BY MARISSA GALLO, email@example.com
10:20 AM EST, January 12, 2012
It was important for DuClaw President David Benfield to stay in Harford County when he was looking for a new site to expand the popular brewery. After all, the 41-year-old businessman has lived in the county his whole life.
In the beginning of December, Benfield signed a deal that will put a 165,000-square-foot brewery at an industrial park in Havre de Grace, hoping to amp up DuClaw's craft beer manufacturing and distribution, as well as make it a place for various events.
The microbrewery, which began in Harford in 1996, has four restaurant and pub locations — the Arundel Mills Mall in Hanover, in Bowie, at BWI airport and Bel Air. The site in Havre de Grace — the old Collins and Aikman Auto Plastics site at 1601 Clark Road — will solely be used as a brewery. There's no official date for an opening, Benfield said, but is aiming for October
"We need more space," Benfield said of the reason for expansion. "To make beer, you need more fermentation tanks." The microbrewery's location in Bel Air is only 10,000 square feet, Benfield added.
DuClaw's distribution of 12- and 22-ounce bottles only reaches select areas along the I-95 corridor, most in Harford, Cecil and Baltimore counties, as well as a few in Baltimore City. Benfield hopes to change that with the new location, planning to reach farther into Maryland, Virginia, Washington, D.C., Pennsylvania, Delaware and eventually going to New York and North Carolina.
For these operations, Benfield said Havre de Grace was a great location.
"Havre de Grace is a very nice, waterside town," he explained. Benfield said the city's expansion in the last 10 years, but keeping a vast majority of its green space, was a big factor. His parents also have a house in Havre de Grace.
DuClaw also looked at locations in Prince George's County and White Marsh, but Benfield found that Havre de Grace had a more inviting feel that would bring in visitors to tour the brewery and attend festivals the company hopes to host on the site.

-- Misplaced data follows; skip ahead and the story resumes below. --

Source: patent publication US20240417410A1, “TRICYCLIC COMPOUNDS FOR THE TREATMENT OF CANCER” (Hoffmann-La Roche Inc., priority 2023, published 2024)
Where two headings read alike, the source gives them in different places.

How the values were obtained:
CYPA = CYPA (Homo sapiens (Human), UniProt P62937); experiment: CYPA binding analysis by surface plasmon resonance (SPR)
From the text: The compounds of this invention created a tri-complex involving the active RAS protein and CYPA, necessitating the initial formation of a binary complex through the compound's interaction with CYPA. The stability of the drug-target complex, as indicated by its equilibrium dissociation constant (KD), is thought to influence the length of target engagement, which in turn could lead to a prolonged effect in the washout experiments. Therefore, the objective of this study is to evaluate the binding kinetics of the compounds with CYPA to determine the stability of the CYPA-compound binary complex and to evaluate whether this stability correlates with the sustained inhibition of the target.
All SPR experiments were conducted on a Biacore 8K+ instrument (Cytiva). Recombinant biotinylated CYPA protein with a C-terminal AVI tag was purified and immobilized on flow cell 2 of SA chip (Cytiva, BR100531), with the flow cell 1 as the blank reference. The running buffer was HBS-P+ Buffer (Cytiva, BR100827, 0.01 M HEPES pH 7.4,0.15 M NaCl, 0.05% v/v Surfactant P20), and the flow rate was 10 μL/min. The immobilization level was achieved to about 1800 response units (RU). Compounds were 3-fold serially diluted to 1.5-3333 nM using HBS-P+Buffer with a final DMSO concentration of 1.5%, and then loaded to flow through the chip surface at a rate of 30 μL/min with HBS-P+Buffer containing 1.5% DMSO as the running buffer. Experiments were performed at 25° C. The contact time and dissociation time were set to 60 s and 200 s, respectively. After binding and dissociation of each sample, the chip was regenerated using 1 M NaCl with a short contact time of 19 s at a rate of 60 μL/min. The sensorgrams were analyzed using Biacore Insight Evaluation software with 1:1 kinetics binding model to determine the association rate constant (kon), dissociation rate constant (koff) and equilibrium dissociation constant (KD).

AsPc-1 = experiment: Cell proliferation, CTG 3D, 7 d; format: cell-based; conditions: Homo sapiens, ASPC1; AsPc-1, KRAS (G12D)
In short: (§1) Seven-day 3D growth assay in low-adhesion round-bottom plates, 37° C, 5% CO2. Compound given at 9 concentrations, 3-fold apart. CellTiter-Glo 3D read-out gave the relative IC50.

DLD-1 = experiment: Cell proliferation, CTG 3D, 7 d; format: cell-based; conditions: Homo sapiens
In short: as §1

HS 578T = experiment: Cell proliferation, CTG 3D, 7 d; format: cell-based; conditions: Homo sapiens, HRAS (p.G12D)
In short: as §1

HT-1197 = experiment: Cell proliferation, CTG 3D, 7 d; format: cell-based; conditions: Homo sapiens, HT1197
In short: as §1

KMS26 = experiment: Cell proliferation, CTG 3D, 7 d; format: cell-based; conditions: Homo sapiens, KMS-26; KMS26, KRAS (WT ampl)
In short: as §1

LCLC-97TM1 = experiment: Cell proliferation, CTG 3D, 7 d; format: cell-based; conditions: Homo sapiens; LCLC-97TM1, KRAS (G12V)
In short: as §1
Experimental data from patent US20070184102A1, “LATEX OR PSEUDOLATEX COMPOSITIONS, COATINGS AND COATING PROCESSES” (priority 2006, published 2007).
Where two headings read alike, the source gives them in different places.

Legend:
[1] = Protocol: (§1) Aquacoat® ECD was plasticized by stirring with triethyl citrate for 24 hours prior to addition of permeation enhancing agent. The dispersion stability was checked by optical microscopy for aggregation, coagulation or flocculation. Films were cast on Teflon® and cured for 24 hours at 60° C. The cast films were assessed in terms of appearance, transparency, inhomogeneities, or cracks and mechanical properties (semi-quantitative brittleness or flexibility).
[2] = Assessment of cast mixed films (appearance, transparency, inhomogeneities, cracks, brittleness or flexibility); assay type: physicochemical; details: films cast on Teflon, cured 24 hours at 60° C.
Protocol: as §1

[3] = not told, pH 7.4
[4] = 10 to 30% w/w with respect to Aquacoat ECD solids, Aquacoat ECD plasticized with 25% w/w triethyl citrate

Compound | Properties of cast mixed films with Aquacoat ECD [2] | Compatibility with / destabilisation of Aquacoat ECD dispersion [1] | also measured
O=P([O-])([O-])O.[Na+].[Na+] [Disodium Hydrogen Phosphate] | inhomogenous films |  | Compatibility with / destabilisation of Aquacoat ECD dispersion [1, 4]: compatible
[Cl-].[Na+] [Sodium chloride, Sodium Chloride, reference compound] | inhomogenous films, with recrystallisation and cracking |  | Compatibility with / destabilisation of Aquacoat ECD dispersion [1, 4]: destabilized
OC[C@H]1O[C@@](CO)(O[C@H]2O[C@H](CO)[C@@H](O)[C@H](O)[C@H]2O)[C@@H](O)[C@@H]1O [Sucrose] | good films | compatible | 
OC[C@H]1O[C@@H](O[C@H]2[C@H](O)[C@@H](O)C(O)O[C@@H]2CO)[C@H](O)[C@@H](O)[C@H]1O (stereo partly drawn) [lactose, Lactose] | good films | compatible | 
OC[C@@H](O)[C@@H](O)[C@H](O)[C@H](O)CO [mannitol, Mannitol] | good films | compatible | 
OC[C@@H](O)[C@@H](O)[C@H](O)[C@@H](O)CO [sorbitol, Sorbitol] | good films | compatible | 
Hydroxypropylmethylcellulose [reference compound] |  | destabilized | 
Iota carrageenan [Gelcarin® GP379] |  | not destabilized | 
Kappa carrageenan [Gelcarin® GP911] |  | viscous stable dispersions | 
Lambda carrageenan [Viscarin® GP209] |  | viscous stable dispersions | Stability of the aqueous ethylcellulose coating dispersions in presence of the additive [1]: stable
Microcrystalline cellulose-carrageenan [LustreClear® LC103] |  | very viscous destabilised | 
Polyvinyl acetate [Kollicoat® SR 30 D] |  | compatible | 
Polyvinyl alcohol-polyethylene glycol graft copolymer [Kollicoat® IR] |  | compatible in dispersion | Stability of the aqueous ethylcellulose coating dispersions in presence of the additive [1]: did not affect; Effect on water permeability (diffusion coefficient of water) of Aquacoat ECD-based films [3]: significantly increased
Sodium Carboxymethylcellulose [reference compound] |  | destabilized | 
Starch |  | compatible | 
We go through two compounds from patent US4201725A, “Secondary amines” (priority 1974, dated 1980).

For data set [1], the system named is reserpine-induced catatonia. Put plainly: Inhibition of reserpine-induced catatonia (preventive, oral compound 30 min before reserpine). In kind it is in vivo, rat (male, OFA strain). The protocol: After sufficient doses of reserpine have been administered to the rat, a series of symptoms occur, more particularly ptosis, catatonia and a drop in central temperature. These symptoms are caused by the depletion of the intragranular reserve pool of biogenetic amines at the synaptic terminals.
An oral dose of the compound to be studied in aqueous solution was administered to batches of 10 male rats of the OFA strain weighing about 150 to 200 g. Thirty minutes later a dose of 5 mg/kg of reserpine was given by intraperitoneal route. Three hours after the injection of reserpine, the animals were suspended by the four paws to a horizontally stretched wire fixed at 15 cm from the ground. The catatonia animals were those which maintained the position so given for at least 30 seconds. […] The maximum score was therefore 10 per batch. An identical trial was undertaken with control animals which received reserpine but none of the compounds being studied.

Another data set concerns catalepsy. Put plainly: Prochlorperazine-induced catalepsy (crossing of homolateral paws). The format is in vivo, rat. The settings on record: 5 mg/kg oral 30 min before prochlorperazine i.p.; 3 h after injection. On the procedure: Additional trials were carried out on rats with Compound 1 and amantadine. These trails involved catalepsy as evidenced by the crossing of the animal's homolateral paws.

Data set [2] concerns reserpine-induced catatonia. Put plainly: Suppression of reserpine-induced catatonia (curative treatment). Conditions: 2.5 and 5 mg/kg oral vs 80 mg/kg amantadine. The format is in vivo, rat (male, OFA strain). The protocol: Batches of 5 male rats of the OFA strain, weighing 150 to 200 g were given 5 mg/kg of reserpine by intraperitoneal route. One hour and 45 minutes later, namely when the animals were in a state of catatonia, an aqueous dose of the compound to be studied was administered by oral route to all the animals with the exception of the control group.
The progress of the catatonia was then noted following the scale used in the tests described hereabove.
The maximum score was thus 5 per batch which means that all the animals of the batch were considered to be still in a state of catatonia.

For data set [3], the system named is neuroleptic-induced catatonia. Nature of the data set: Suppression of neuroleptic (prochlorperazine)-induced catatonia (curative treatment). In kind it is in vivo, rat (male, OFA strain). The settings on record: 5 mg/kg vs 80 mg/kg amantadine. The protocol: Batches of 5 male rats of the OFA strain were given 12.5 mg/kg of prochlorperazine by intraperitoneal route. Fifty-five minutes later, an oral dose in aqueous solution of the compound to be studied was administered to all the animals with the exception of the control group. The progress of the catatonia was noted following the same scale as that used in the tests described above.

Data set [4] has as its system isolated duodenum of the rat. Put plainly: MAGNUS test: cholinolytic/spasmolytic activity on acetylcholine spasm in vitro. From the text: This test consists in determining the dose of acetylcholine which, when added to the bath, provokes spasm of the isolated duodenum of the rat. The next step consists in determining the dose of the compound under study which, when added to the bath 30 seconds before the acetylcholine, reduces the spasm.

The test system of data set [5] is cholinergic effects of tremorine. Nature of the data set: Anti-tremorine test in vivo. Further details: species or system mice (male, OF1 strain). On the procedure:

"You can go into areas where there are pure industrial parks, and that might be more cost effective, but people don't want to visit," he said of the area. "This invites people to visit from bed and breakfasts and golf courses. People can come in and feel it's cool to be in a brewery." He added that Harford is "a reasonable county" as far as property taxes, referring to Baltimore City's high property tax rate and recent 2-cent tax on bottled beverages.
Benfield also feels the Havre de Grace name also sheds a positive light on his company.
"Wherever we reside, the town name has to be on our [bottle] label," he said. "You don't want to be in a town that their name doesn't carry respect or coolness." He added that "a good bit" of his current staff resides in Havre de Grace, taking pride in DuClaw's roots in Harford.
It's because of this and his love for the place he grew up in that Benfield wants to make the Havre de Grace brewery location a destination for tourists, as well.
He hopes to "pull in people from other states" with brewery tours and beer festivals, similar to that of fellow craft brewers, Flying Dog, in Frederick.
"[Visitors] can take tours of the brewery, stay at bed and breakfasts and eat at restaurants," Benfield said. "It's [the site's potential] limited only by our imagination."
For the brewery's grand opening, Benfield wouldn't give anything away, but did say he had "ideas for something special" to mark the occasion, including a special beer that will be launched. Whatever it is, he promises to pull out all the stops. "If nothing, we've never had a problem with putting on a big show."